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The need for new investment

South East European Energy Community
Energy Community

A World Bank report noted in 2004:

"Investment over the past 10-15 years has been limited, with the average age of capacity now in excess of thirty years, and some plants are over forty years old. Capacity availability is poor by international standards and reliability is declining. In poor hydrological years, parts of the region are unable to meet their energy needs, with resultant load shedding." [25]

At a regular session held in Athens in April 2007 participants of the South East European Energy Community "expressed their concern about the level of investment in the energy sector."[26] As the economies of the region recover, energy demand has grown. Almost all the power stations in the region were also constructed during the communist era and do not comply with current environmental standards. Under EU regulations, these plants must be refurbished or replaced.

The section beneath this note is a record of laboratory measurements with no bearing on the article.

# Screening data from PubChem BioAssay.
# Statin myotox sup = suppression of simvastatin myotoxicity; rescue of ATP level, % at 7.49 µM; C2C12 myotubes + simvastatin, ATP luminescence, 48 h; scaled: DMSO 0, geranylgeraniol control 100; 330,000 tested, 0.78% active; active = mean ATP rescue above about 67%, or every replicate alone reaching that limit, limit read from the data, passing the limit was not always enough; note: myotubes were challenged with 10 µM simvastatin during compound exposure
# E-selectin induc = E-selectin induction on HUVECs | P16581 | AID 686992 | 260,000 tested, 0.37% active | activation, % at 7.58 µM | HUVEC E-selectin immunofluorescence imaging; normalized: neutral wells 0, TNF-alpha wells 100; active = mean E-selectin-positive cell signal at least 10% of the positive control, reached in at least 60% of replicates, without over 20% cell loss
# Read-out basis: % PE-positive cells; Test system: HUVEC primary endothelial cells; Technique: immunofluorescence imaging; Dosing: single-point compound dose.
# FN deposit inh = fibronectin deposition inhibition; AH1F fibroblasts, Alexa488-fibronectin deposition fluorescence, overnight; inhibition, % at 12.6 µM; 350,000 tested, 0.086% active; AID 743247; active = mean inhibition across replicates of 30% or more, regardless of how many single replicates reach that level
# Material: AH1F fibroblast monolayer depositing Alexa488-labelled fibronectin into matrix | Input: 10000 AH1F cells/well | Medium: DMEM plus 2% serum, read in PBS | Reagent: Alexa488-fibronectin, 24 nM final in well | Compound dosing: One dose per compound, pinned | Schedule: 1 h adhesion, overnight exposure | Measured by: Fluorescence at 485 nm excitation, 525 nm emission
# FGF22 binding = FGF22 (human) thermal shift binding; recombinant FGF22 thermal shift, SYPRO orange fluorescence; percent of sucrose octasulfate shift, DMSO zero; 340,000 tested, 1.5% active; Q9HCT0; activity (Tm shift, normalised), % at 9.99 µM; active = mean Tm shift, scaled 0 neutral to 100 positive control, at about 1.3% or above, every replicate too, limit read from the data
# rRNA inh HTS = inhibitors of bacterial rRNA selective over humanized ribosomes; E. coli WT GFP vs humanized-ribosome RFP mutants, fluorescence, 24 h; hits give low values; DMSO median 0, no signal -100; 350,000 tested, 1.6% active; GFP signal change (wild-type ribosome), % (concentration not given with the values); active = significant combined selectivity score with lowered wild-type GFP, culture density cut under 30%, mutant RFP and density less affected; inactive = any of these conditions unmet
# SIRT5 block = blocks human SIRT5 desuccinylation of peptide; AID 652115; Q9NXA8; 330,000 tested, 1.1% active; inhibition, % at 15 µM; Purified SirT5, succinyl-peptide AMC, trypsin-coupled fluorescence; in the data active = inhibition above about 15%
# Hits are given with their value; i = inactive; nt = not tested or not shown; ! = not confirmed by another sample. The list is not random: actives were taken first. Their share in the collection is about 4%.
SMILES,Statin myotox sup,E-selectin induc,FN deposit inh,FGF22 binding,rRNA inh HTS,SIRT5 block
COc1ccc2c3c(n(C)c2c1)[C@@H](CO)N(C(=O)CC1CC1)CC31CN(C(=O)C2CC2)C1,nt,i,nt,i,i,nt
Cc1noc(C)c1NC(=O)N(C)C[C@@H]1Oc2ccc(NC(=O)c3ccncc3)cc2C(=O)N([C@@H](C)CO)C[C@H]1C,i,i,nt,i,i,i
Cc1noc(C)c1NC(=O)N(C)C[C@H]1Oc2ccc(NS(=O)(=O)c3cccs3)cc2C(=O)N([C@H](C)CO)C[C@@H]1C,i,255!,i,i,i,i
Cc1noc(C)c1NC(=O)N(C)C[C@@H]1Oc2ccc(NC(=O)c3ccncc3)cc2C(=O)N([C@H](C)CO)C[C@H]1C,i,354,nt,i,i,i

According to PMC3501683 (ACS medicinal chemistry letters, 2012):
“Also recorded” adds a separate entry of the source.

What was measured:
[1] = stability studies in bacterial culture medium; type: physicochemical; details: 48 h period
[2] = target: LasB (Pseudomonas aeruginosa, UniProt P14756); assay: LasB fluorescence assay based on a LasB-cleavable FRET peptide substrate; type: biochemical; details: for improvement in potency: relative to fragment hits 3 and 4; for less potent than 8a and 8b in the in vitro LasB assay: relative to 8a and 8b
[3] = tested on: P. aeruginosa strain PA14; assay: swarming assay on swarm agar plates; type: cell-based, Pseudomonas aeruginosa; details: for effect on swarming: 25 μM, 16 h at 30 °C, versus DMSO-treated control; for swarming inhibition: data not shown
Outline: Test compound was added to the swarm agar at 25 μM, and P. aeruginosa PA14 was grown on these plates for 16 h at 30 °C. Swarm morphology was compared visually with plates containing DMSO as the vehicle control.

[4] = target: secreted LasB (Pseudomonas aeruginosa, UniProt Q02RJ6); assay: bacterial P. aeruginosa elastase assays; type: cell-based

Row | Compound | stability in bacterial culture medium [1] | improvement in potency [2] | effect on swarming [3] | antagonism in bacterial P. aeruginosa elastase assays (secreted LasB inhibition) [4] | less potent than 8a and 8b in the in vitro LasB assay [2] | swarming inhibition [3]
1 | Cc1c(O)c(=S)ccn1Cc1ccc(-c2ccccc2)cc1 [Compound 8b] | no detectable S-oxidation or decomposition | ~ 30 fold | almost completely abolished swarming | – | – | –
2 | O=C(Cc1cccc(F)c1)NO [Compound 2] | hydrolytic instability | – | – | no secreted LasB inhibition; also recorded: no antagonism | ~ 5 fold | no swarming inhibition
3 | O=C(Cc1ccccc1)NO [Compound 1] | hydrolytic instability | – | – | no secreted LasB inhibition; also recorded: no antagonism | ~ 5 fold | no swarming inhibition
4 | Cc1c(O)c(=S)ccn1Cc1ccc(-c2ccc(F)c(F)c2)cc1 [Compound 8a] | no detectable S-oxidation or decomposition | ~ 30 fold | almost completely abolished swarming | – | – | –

Its central geographic location means that Bosnia and Herzegovina is very well placed to supply its north-western neighbours (Croatia and Slovenia), as well as those to the south east (Montenegro, Serbia, Albania, Greece). A recent summary of projects in the field of power generation identified a total of 5,156 MW in projects.[27]  The analytical newsletter "Energy in Eastern Europe", lists in its recent publication 28 projects that are currently ongoing or seriously planned in Bosnia and Herzegovina.[28]

Table: Energy consumption forecasts for SEE (2005-2015)[29]

Country

GWh 2005

GWh 2015

Romania

49,191

61,615

Bulgaria

38,802

45,924

Serbia

37,282

42,592

Croatia

16,532

22,533

Bosnia and Herzegovina

10,471

13,813

Albania

6,760

9,483

Macedonia

7,112

9,061

Montenegro

4,358

4,506

SEE total energy demand

170,507

209,528

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